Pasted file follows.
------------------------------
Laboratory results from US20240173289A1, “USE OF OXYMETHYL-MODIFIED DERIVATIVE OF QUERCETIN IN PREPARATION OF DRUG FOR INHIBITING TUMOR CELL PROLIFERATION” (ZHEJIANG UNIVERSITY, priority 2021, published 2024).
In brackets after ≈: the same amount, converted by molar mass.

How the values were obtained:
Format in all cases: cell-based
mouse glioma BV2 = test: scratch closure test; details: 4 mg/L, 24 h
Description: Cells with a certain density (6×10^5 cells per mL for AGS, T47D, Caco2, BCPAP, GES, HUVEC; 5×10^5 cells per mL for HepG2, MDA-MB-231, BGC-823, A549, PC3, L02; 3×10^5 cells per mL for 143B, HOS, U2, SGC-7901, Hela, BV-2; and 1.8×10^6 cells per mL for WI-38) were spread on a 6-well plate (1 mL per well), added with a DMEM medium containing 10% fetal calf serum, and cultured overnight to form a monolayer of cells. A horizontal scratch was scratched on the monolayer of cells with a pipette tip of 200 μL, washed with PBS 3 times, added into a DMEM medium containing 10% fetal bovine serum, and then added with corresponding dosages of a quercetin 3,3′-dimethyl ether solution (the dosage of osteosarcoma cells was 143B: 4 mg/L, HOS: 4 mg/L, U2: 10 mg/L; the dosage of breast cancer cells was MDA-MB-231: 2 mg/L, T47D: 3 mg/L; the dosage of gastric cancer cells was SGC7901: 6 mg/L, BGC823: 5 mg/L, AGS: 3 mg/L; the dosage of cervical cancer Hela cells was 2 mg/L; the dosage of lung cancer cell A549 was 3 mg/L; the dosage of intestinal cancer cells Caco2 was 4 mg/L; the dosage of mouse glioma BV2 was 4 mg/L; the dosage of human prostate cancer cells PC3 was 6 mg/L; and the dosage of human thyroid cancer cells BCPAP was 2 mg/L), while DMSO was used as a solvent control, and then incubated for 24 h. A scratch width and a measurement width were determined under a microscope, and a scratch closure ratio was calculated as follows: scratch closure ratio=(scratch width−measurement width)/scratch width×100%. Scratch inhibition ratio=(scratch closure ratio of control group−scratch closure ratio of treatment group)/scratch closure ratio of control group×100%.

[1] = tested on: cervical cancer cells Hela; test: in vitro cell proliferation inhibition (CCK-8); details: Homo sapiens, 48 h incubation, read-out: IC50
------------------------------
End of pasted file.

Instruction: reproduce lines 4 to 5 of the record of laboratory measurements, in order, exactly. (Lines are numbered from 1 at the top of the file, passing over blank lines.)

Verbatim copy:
Format in all cases: cell-based
mouse glioma BV2 = test: scratch closure test; details: 4 mg/L, 24 h